Therapeutic Advances in Childhood Leukemia (TACL)
Children's of Minnesota is a founding member of the cooperative research group, Therapeutic Advances in Childhood Leukemia (TACL), which focuses on developing new treatments for children with a diagnosis of leukemia that recurs after the initial treatment is complete.
Most children with a diagnosis of leukemia have acute lymphoblastic leukemia (ALL), acute myelogenous leukemia (AML), or chronic myelogenous leukemia (CML), and most are cured. However, treatment options are more limited for the children whose disease recurs.
TACL seeks to rapidly develop and carry out clinical trials of promising new drugs for these patients. Children's is one of few hospitals in the Midwest where these clinical trials are available.
The TACL consortium began clinical trials in 2006 to standardize treatments internationally that serve large numbers of children with leukemia. Researchers at TACL member hospitals, working with the pharmaceutical industry, develop new drugs and combinations of drugs to combat recurrent leukemia. TACL's studies test new anti-cancer agents alone or in combination with medications typically used for relapsed leukemia.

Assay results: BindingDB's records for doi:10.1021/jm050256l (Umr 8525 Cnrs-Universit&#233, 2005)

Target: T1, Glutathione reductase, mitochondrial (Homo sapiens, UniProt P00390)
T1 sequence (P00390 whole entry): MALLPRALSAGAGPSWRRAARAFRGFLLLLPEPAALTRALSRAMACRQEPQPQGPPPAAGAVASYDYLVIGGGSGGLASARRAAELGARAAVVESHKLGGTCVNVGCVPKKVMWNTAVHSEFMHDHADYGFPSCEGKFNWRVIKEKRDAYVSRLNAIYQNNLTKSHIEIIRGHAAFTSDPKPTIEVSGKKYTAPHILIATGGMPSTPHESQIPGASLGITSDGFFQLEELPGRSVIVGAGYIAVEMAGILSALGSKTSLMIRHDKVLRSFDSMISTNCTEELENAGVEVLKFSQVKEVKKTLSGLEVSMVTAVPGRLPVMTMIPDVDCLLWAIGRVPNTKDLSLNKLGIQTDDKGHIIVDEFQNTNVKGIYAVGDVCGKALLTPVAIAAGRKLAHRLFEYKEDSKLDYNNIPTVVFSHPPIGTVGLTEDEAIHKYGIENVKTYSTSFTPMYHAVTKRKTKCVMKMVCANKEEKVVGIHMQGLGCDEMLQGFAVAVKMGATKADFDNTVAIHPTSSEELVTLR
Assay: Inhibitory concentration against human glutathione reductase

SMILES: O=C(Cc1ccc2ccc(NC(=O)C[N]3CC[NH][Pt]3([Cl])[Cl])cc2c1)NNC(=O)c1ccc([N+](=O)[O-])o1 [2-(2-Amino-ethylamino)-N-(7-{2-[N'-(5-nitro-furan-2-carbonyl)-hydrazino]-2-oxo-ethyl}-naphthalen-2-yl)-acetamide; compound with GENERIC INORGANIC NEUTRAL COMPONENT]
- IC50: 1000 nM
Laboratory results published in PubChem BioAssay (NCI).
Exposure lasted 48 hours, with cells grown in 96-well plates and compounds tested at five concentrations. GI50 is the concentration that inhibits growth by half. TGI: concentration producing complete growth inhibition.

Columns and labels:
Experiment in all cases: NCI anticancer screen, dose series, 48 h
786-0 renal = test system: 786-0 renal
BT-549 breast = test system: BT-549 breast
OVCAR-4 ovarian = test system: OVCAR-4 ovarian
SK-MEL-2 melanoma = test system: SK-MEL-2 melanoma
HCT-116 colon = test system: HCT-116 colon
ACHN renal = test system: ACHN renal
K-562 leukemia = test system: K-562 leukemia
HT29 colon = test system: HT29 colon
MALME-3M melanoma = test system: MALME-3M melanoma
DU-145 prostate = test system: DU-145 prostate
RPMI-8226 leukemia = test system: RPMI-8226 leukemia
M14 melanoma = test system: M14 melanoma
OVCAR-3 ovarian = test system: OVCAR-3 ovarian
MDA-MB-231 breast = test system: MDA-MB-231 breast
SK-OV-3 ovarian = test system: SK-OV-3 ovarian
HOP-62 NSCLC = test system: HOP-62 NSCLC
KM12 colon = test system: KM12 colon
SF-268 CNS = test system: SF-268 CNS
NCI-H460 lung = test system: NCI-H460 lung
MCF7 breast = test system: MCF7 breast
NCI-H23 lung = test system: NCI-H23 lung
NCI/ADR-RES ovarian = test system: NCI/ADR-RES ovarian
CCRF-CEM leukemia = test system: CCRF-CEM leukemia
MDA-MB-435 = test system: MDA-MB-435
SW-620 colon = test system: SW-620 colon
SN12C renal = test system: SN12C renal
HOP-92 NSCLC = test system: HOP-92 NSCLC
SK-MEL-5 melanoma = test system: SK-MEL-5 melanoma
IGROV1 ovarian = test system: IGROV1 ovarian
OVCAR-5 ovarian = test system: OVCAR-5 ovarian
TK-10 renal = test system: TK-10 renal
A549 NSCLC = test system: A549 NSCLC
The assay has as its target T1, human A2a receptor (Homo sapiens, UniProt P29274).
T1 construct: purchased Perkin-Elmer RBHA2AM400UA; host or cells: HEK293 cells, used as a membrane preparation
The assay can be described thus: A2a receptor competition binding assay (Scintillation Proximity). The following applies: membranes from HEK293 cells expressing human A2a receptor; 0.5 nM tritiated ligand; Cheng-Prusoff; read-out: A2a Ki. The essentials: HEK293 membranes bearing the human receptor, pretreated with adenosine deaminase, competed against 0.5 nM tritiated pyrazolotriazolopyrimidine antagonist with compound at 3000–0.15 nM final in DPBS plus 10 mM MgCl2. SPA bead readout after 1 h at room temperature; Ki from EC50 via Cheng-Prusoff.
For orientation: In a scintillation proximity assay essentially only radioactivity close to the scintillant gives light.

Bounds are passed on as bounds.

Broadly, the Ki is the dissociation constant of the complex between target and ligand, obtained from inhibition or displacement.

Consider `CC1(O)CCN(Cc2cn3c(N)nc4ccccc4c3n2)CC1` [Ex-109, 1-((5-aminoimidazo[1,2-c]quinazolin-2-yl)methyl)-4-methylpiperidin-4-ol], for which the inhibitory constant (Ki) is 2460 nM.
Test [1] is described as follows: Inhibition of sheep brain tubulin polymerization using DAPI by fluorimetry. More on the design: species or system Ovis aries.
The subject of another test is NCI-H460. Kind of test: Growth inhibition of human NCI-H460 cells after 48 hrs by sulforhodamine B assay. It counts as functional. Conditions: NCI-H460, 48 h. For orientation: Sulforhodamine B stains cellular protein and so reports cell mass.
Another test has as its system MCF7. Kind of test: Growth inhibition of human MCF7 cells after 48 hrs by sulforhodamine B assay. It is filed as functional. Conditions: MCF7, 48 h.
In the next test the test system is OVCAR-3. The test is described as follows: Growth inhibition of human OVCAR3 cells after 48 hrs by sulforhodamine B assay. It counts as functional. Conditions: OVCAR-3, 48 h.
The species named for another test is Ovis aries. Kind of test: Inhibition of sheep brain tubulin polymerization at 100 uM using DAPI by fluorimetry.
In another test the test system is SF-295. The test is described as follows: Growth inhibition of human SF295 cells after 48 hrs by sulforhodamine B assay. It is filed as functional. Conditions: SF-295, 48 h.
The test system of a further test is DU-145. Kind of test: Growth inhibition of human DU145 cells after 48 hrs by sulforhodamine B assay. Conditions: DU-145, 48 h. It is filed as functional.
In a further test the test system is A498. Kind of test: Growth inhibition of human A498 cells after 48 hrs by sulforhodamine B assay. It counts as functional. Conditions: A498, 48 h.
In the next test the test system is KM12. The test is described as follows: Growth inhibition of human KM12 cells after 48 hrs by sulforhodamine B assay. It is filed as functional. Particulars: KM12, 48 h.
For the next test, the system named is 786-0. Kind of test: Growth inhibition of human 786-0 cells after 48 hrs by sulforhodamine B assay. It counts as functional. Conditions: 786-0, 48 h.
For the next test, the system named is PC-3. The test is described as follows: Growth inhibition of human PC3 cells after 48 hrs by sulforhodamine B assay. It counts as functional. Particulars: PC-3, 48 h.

Study for relapsed ALL using Bortezomib (Velcade)
TACL recently completed a clinical trial combining bortezomib (Velcade) in combination with standard chemotherapy for patients with multiply recurrent acute lymphoblastic leukemia (ALL) who respond poorly to therapy. Children's hematologist/oncologist Dr. Bruce Bostrom wanted to investigate whether or not agents like bortezomib, which are active in multiple myeloma (adult bone marrow cancer), may be active in childhood ALL. Dr. Bostrom tried bortizomib in combination with dexamethasone (Decadron) in a patient with an encouraging response. This led to the TACL trial, chaired by Children's hematologist/oncologist Yoav Messinger, MD, which proved to be the most successful trial ever for patients with multiply relapsed ALL. Plans are underway to study bortezomib with standard chemotherapy in patients with a first relapse of ALL.